ETL tools can be used to automate the following processes:
- Transforming data into the correct format for analytics
- Data cleansing
- Improving data quality
- Data governance
- Loading data to a target system
Some of the most popular ETL tools include:
Apache NiFi is an open-source ETL tool that is designed for data flow and orchestration. It provides a visual interface for building and configuring ETL pipelines and includes features such as data provenance, data governance, and security.
InfluxDB has built in support for doing ETL type workloads without needing a separate tool by using Tasks. Tasks will run on data as it is written into an InfluxDB bucket and can then move the transformed data into a new bucket. Tasks are built on top of the open source Kapacitor project.
Apache Kafka is an open source distributed streaming platform that can be used to build ETL pipelines. It is designed for high-throughput data processing and can be used to extract data from multiple sources, transform it, and load it into a destination system.
DBT is a powerful open source software tool that enables data engineers to build and maintain robust data pipelines. It works well for ETL pipelines because it provides a number of features to effortlessly move data from source systems, manipulate it, and finally store it.
DBT also has built-in secure access control and audit logging capabilities so that companies can be sure their data is safe in transit. DBT’s built-in transformation features allow developers to quickly set up advanced mappings between fields in different databases and execute complex queries with ease.
Airbyte is a powerful open source ETL tool that helps simplify the process of handling data between different applications. It enables users to move, normalize and even sync data across hundreds of services with just a few clicks, saving them from spending hours on manual ETL pipelines.
Airbyte can be used for various purposes including extracting data, transforming it according to business needs, loading into staging storage and warehousing it for analytics. Airbyte’s architecture allows for an optimal level of performance to ensure fast and stable data management processing and integration.
Telegraf is a server agent with over 300 different input and output plugins and has many different plugins to allow transforming data points before sending them to storage. While not explicitly designed for ETL workloads, Telegraf can be used effectively depending on the use case.
What is an ETL pipeline?
An ETL pipeline is an automated process for extracting data from various sources, transforming it into a usable format, and loading it into a target system. It is used to move data from disparate systems and enable effective decision-making.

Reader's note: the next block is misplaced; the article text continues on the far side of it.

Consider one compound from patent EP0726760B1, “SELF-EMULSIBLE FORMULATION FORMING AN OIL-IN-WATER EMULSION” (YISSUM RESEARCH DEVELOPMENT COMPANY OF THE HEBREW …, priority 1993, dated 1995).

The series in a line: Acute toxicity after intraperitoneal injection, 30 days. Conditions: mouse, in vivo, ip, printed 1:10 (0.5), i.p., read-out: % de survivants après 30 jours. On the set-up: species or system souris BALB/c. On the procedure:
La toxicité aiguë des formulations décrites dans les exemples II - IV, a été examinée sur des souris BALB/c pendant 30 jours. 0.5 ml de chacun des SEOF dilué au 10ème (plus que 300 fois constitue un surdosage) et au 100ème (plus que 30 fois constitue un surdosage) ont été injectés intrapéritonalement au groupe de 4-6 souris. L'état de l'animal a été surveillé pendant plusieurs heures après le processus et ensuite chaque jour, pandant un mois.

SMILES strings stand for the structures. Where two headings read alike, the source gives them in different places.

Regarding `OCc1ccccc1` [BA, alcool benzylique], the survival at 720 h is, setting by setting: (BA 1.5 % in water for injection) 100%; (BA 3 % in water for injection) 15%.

Why is ETL important?
ETL is important because it enables organizations to extract the data from various sources, transform it into a usable form and load it into a target system for analysis. This allows them to gain insights from their data that can be used to inform business decisions.
What is ETL pipeline testing?
ETL testing is the process of verifying that an ETL pipeline is functioning correctly and producing the expected results. There are several strategies that can be used to test ETL pipelines:
- Unit testing: This involves testing individual components or modules of the ETL pipeline to ensure that they are working correctly.
- Integration testing: This involves testing the integration between different components or modules of the ETL pipeline to ensure that they are working together correctly.
- End-to-end testing: This involves testing the entire ETL pipeline from start to finish to ensure that it is working as expected and producing the desired output.
- Performance testing: This involves testing the performance of the ETL pipeline to ensure that it can handle the required load and meets performance goals.
Ideally these tests will be implemented using an automated testing framework so that each time new code is deployed the tests are run to verify the pipeline still works before pushing the code to production.
ETL vs. ELT: What’s the Difference?
ELT is another three-step data transformation process similar to ETL. However, this method reverses the “transformation” and “loading” stages.
- Extracting raw data from a data source such as a relational database, time series database, or CRM system
- Loading that data into a target destination, such as a data warehouse or lake
- Transforming the data into the correct format for analytics from within the target system
The main difference between ETL and ELT is that the latter lets you push large data sets through a data pipeline and immediately access that information in a target system. As a result, you don’t have to spend time transforming that data before it enters data warehouses or lakes. ETL transforms data on a processing server, while ELT carries out the transformation process within a target system after the loading stage.